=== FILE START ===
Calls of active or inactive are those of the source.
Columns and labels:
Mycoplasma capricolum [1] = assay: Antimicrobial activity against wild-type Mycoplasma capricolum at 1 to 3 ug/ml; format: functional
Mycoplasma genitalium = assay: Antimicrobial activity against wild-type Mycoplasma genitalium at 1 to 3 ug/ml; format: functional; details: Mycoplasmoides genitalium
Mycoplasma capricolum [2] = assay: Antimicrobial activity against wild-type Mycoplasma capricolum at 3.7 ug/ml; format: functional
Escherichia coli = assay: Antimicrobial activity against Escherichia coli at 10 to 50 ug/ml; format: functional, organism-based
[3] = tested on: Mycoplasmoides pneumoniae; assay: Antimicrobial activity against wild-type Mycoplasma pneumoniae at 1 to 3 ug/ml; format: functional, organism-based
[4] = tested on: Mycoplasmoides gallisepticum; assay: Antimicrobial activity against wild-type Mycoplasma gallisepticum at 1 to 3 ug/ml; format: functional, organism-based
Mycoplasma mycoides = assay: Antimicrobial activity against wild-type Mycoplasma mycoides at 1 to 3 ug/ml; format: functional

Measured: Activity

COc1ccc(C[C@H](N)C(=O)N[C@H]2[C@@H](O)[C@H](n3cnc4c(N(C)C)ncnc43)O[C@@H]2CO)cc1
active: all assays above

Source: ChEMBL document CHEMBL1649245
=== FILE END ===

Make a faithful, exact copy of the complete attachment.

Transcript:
Calls of active or inactive are those of the source.
Columns and labels:
Mycoplasma capricolum [1] = assay: Antimicrobial activity against wild-type Mycoplasma capricolum at 1 to 3 ug/ml; format: functional
Mycoplasma genitalium = assay: Antimicrobial activity against wild-type Mycoplasma genitalium at 1 to 3 ug/ml; format: functional; details: Mycoplasmoides genitalium
Mycoplasma capricolum [2] = assay: Antimicrobial activity against wild-type Mycoplasma capricolum at 3.7 ug/ml; format: functional
Escherichia coli = assay: Antimicrobial activity against Escherichia coli at 10 to 50 ug/ml; format: functional, organism-based
[3] = tested on: Mycoplasmoides pneumoniae; assay: Antimicrobial activity against wild-type Mycoplasma pneumoniae at 1 to 3 ug/ml; format: functional, organism-based
[4] = tested on: Mycoplasmoides gallisepticum; assay: Antimicrobial activity against wild-type Mycoplasma gallisepticum at 1 to 3 ug/ml; format: functional, organism-based
Mycoplasma mycoides = assay: Antimicrobial activity against wild-type Mycoplasma mycoides at 1 to 3 ug/ml; format: functional

Measured: Activity

COc1ccc(C[C@H](N)C(=O)N[C@H]2[C@@H](O)[C@H](n3cnc4c(N(C)C)ncnc43)O[C@@H]2CO)cc1
active: all assays above

Source: ChEMBL document CHEMBL1649245